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The biggest problem with Apple Maps? Our overreaction

apple maps fallout header googleApple is taking a lot of heat over the release of the iPhone 5 and its corresponding operating system, iOS 6. The screen is too small. The sales, too few. It lacks NFC. The complaints go on and on.

Outcry is strongest over the new Apple Maps application, which replaces Google Maps. While it has its flaws, the outsized reaction to Apple Maps comes more from media hype and unrealistically high expectations than any severe problem. Like the uproar over “Antenna Gate” in 2010, we’ll soon forget all about it.

Why we’re reacting

I am not saying that a reaction wasn’t warranted. As a longtime iPhone user, maps always has been one of my most-used and most-enjoyed features. Whether looking for a coffee shop downtown or planning a trip cross country, ubiquitous mapping has fundamentally improved my life. It’s like having an extra sense, and I would be lost — literally — without it. I’m sure many iPhone users agree.

The redesign of an app so important to so many would have drawn attention even if it brought improvements to the experience. The widespread use of Maps is one reason there have been so many complaints about the application. We are never so vocal as when we are dissatisfied, and many, many people are dissatisfied right now.

We’re used to seeing high-quality experiences from Apple. There is dramatic tension in the idea that Apple may have made a miscue.

ios 6 accurateThat dramatic tension is also the reason that news coverage of the Maps app has been so thorough. As Donald Murray wrote in Writing For Your Readers: Notes on the Writers Craft from The Boston Globe:

The experienced writer sees the world through the lens of language, and that lens captures the tension between forces in the world that will produce a story.

This tension may make for a good story, but it’s precisely the reason that we are all overreacting.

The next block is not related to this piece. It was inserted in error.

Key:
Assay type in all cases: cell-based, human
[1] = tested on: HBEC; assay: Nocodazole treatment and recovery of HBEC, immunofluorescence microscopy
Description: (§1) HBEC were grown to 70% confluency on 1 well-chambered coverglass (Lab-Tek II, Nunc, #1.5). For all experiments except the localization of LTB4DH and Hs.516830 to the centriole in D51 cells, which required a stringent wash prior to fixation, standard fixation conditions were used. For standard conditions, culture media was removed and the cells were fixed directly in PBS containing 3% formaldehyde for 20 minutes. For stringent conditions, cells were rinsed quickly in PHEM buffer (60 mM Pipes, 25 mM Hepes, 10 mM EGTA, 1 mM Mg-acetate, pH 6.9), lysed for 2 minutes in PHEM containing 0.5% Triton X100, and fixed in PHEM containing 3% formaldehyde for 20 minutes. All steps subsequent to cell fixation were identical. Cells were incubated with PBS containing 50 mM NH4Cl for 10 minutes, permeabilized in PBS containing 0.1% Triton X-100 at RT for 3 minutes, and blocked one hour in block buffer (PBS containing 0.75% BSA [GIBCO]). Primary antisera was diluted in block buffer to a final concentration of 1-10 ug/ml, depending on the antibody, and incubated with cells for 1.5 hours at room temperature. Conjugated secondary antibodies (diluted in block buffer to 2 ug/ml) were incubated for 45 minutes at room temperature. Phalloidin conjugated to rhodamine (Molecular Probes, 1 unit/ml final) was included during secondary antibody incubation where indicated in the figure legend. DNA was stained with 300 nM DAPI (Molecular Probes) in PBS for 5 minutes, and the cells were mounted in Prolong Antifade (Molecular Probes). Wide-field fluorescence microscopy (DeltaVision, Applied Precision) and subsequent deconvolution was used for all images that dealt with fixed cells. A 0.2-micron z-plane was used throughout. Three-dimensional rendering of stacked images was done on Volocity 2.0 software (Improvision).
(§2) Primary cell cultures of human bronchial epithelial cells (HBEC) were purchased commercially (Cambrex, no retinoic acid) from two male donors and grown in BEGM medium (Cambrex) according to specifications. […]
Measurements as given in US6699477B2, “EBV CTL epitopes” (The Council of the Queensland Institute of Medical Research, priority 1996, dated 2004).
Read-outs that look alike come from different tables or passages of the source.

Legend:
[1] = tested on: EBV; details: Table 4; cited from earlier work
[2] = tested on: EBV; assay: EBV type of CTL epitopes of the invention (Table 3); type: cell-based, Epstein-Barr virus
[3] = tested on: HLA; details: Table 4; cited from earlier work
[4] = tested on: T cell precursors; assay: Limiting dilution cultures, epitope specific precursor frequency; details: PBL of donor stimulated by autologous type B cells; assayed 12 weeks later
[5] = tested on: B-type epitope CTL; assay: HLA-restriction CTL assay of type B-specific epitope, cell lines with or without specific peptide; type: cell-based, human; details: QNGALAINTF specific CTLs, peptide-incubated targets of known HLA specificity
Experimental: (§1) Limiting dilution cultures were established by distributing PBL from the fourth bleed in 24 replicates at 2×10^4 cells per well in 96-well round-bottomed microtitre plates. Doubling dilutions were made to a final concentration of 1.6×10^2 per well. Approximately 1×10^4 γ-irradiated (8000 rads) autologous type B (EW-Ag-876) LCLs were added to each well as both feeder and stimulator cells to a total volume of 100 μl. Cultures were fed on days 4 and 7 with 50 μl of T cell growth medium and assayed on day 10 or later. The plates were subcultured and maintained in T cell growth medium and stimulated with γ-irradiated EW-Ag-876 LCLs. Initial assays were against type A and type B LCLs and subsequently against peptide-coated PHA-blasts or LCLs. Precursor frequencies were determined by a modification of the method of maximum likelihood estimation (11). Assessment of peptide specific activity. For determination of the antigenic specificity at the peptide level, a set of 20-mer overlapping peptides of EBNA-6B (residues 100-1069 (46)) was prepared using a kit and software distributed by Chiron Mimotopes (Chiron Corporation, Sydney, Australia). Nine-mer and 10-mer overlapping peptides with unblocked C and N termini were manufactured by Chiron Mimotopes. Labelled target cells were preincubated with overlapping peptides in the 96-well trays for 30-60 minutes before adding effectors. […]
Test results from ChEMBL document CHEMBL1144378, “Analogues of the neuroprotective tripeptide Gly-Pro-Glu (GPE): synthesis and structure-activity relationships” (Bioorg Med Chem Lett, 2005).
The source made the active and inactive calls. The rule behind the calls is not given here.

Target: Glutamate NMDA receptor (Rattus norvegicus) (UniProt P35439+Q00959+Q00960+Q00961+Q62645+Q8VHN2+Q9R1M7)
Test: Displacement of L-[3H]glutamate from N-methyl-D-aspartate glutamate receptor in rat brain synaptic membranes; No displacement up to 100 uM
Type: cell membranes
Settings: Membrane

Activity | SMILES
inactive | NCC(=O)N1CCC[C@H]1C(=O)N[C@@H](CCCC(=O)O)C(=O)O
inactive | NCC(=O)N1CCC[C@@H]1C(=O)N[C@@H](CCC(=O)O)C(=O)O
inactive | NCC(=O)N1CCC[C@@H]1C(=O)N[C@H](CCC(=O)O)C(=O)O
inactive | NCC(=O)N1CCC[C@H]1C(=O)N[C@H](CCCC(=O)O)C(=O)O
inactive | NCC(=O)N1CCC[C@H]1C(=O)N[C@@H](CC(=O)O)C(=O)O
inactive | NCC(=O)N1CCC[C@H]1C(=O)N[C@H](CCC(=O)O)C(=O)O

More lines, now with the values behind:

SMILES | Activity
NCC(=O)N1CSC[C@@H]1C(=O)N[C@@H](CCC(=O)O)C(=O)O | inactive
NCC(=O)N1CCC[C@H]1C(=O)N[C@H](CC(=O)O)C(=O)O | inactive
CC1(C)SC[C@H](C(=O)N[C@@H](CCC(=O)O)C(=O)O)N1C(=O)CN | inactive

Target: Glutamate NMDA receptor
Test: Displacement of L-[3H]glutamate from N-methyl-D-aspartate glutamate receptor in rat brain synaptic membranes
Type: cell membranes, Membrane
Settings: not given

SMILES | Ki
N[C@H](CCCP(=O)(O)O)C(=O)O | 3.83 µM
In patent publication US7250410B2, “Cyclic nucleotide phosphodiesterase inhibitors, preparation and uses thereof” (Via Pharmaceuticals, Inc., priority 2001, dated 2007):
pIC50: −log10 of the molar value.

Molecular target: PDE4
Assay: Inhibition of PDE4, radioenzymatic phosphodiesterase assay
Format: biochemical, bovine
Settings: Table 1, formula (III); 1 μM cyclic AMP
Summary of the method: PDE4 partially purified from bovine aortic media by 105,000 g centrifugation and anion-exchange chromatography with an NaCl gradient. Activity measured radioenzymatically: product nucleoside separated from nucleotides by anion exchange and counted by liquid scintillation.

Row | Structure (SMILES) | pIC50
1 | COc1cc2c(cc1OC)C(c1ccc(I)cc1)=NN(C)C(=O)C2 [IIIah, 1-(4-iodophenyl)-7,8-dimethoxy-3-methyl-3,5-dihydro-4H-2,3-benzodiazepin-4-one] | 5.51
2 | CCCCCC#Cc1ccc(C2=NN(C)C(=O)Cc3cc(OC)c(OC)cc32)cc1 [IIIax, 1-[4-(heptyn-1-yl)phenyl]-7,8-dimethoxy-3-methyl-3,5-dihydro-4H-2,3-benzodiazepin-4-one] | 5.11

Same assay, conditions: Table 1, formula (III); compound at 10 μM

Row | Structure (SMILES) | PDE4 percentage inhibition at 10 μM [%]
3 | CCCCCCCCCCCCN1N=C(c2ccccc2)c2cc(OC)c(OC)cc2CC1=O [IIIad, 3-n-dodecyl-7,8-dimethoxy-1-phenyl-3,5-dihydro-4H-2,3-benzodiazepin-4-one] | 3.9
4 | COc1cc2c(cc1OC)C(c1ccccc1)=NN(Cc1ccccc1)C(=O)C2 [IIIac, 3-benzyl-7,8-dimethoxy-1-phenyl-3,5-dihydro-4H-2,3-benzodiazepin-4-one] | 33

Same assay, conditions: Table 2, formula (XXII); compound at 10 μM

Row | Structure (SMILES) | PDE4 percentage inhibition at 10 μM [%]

Why we’re overreacting

Described in these pages as “mediocre to bad” and by The Guardian as Apple’s “first significant failure in years,” Apple must be feeling the heat from this wrong turn. A spokesperson’s recent claim that Apple is “just getting started” and Tim Cook’s recent apology indicate that Apple is sensitive to these complaints.

With some of the most skilled design and engineering talent in the world, Apple has the capacity to fix Maps. Critically, Apple should also have the motivation to fix Maps — something it lacked with the Podcasts app, which remains garbage nearly two months after I first complained about it.

Reactions to Maps have been so severe that Apple must turn more of its attention to fixing Maps, and spokespeople claim it is. Reports that Apple is recruiting Google Maps contractors also support this view. If Apple is motivated to fix Maps, improvements should occur more rapidly than we’ve seen for Podcasts.

ios 6 las vegas appleThe core feature set for map applications is fairly consistent. All Apple must do is ape its competitors offerings and add in Apple’s traditional fit and finish – complaints will cease. This will require Apple to make large improvements in the geographic data that Maps is based on, but there are indications that this is already happening. It will be no small feat to develop a mapping database on par with Google’s, but Apple is one of the most valuable companies in history (at least when it comes to market cap). I wouldn’t put anything beyond its reach.